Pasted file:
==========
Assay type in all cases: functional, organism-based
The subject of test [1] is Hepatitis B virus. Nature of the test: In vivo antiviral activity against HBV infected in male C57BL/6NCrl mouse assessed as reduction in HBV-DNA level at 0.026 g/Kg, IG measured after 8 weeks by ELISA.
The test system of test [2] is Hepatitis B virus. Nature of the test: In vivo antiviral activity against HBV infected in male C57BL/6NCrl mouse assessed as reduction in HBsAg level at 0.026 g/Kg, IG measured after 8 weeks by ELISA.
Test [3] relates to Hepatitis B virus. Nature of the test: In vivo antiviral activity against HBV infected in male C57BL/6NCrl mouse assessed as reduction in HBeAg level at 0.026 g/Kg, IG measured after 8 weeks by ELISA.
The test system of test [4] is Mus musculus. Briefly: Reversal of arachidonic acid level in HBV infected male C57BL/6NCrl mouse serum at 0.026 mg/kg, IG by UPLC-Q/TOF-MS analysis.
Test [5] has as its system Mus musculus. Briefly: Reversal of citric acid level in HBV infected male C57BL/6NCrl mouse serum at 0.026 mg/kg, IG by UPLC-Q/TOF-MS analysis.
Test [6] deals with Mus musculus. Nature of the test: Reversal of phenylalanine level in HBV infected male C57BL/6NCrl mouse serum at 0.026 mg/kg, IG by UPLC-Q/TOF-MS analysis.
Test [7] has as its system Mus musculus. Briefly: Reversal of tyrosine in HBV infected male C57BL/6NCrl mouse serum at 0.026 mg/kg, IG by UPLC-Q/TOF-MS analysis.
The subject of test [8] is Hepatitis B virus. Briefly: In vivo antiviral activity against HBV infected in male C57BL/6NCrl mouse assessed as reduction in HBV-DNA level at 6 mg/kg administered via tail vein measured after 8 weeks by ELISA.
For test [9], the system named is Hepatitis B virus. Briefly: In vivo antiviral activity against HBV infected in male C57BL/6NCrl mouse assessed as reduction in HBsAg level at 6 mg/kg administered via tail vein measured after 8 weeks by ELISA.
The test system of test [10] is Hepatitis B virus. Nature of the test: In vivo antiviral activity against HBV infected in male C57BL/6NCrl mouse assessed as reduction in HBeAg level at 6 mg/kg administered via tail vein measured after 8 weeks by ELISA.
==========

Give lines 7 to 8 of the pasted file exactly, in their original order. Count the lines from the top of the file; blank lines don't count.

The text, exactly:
Test [6] deals with Mus musculus. Nature of the test: Reversal of phenylalanine level in HBV infected male C57BL/6NCrl mouse serum at 0.026 mg/kg, IG by UPLC-Q/TOF-MS analysis.
Test [7] has as its system Mus musculus. Briefly: Reversal of tyrosine in HBV infected male C57BL/6NCrl mouse serum at 0.026 mg/kg, IG by UPLC-Q/TOF-MS analysis.